Between Le Diamant and Ste-Anne lies this sleepy fishing village, which is known for its fine beaches of white sand. Scuba divers flock to the waters at Pointe Figuier to the east of Ste-Luce. Most visitors come here to lodge at the hotel below or just to enjoy the beaches. You can also visit Ecomusée de Martinique, Anse Figuier (tel. 596/62-79-14), which exhibits artifacts unearthed from the days of the earliest settlers, the Carib and Arawak Indians. Entrance is 3€ for adults, .75€ children 5 to 12 and students; hours are Tuesday to Thursday 8:30am to 5:30pm, Friday and Saturday 8:30am to 5pm, and Sunday 9am to 5pm.
This is the yachting capital of Martinique, lying between Ste-Luce and Ste-Anne, about an hour south from the capital of Fort-de-France. Here pleasure boats fill the protected harbor. There is also a Jesuit church from 1766 crowning the hill overlooking town, with a stone ruin next to it. From Le Marin, a signposted narrow road leads to Cap Chevalier (Cape Knight), one of the most panoramic lookout points on Martinique, lying about 1.5km (1 mile) from town. Waterfront restaurants specializing in seafood and clubs fill the town of Le Marin itself.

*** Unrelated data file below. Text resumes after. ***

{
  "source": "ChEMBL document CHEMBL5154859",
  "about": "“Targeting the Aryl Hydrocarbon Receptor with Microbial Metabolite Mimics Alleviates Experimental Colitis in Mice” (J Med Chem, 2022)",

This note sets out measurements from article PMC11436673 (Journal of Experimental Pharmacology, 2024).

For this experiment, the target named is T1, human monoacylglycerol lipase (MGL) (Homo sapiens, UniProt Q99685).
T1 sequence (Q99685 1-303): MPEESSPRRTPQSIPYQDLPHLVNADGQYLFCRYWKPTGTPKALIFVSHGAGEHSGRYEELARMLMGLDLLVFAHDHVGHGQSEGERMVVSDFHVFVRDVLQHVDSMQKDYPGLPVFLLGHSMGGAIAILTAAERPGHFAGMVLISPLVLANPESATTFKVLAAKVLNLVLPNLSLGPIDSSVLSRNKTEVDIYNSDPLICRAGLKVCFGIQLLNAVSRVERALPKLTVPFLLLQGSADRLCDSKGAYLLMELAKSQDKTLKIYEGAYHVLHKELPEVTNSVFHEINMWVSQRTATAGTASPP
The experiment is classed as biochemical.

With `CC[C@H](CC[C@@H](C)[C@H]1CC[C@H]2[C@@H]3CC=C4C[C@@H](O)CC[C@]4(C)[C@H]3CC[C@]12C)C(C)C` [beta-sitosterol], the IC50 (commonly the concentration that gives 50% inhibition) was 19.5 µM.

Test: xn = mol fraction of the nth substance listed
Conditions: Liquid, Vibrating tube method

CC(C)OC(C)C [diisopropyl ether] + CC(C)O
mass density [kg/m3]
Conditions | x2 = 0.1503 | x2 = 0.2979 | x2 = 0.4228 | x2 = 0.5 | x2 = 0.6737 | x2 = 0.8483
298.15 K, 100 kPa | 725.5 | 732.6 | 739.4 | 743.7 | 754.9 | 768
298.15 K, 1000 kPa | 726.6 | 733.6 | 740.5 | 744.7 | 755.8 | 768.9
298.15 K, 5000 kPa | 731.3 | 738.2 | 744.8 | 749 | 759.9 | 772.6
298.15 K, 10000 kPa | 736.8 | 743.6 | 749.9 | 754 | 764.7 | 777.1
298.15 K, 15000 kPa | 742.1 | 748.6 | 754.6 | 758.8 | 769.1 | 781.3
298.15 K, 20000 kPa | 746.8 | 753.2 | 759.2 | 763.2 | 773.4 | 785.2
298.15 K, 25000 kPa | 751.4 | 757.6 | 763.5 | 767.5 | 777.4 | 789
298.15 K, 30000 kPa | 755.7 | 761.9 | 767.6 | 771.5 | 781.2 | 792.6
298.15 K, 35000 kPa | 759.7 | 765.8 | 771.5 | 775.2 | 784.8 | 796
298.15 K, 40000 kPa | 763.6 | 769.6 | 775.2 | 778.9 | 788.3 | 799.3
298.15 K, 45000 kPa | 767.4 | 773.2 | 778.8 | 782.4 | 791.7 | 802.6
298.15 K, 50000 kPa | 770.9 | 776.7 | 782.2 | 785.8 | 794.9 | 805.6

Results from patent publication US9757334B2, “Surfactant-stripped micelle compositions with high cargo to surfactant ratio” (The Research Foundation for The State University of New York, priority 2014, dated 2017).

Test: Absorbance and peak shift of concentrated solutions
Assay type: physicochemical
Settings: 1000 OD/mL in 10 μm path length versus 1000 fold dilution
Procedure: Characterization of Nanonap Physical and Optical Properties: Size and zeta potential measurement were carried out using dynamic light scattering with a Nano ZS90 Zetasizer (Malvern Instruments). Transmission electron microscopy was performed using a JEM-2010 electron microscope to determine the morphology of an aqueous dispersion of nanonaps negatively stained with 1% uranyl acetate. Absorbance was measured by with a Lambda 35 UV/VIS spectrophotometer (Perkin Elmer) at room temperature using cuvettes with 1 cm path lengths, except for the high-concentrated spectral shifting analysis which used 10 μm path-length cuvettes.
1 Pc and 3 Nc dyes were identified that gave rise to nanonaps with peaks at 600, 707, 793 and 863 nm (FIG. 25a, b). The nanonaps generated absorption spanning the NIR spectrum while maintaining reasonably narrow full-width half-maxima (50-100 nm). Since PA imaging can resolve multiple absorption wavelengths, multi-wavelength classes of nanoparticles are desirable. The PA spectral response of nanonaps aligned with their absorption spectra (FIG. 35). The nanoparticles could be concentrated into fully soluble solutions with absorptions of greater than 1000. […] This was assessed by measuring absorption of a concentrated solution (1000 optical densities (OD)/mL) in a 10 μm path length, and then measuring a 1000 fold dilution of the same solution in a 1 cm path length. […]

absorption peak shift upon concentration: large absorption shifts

From Le Marin, an 8km (5-mile) drive brings you to Ste-Anne, at the extreme southern tip of Martinique. This sleepy little area is known for the white-sand beaches of Les Salines. (Those to the north are more grayish in color.) In many ways, these are Martinique's finest. The climate is arid, and the beaches are almost always sunny, perhaps too much so at midday. The name comes from Etang des Salines, a large salt pond forming a backdrop to the strip of sand. Manchineel trees are found at the southeastern end of the beach. Warning: Under no circumstances should you go under these trees for protection in a rainfall. When it's sunny you can seek shade here, but when it rains, drops falling from the poisonous tree will be like acid on your skin.